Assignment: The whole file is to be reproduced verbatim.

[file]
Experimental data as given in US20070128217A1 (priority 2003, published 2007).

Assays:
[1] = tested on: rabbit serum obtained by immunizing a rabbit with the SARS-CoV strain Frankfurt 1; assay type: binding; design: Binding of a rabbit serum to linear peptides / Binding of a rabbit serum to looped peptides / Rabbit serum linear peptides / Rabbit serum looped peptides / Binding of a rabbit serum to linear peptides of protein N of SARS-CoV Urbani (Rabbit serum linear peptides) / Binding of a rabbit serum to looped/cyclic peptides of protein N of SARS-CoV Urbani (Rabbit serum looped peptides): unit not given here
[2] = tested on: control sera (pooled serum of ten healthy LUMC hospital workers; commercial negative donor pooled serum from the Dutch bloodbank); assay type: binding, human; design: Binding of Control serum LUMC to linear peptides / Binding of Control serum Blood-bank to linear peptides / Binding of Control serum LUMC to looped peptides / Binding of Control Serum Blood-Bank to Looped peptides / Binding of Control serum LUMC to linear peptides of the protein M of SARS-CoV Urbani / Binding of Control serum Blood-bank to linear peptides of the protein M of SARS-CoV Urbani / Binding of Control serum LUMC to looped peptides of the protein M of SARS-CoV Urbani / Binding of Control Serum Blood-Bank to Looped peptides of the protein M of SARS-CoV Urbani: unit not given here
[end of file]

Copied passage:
Experimental data as given in US20070128217A1 (priority 2003, published 2007).

Assays:
[1] = tested on: rabbit serum obtained by immunizing a rabbit with the SARS-CoV strain Frankfurt 1; assay type: binding; design: Binding of a rabbit serum to linear peptides / Binding of a rabbit serum to looped peptides / Rabbit serum linear peptides / Rabbit serum looped peptides / Binding of a rabbit serum to linear peptides of protein N of SARS-CoV Urbani (Rabbit serum linear peptides) / Binding of a rabbit serum to looped/cyclic peptides of protein N of SARS-CoV Urbani (Rabbit serum looped peptides): unit not given here
[2] = tested on: control sera (pooled serum of ten healthy LUMC hospital workers; commercial negative donor pooled serum from the Dutch bloodbank); assay type: binding, human; design: Binding of Control serum LUMC to linear peptides / Binding of Control serum Blood-bank to linear peptides / Binding of Control serum LUMC to looped peptides / Binding of Control Serum Blood-Bank to Looped peptides / Binding of Control serum LUMC to linear peptides of the protein M of SARS-CoV Urbani / Binding of Control serum Blood-bank to linear peptides of the protein M of SARS-CoV Urbani / Binding of Control serum LUMC to looped peptides of the protein M of SARS-CoV Urbani / Binding of Control Serum Blood-Bank to Looped peptides of the protein M of SARS-CoV Urbani: unit not given here